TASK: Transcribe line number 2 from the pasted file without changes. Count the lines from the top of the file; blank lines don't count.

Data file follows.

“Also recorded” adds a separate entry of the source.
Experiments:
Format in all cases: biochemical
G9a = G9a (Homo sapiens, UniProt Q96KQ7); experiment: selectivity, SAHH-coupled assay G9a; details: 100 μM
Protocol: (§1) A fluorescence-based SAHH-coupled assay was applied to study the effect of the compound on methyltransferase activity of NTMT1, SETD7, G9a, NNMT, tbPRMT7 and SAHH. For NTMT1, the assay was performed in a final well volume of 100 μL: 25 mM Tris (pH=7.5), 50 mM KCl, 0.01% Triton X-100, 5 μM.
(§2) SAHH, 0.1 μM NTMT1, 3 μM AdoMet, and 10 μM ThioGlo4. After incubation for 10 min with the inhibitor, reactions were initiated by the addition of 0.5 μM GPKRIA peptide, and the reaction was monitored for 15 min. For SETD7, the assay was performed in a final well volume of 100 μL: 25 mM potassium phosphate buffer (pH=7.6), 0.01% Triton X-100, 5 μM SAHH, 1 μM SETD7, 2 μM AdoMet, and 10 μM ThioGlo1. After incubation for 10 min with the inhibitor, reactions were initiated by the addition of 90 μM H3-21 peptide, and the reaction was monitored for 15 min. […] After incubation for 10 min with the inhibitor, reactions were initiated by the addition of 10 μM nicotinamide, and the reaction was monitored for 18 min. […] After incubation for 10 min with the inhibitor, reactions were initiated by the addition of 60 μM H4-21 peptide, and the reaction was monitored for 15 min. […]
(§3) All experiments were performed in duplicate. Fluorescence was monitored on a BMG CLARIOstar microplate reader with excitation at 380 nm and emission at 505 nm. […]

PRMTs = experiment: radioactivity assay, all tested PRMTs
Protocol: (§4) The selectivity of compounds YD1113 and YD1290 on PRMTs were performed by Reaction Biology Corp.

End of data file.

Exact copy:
Experiments: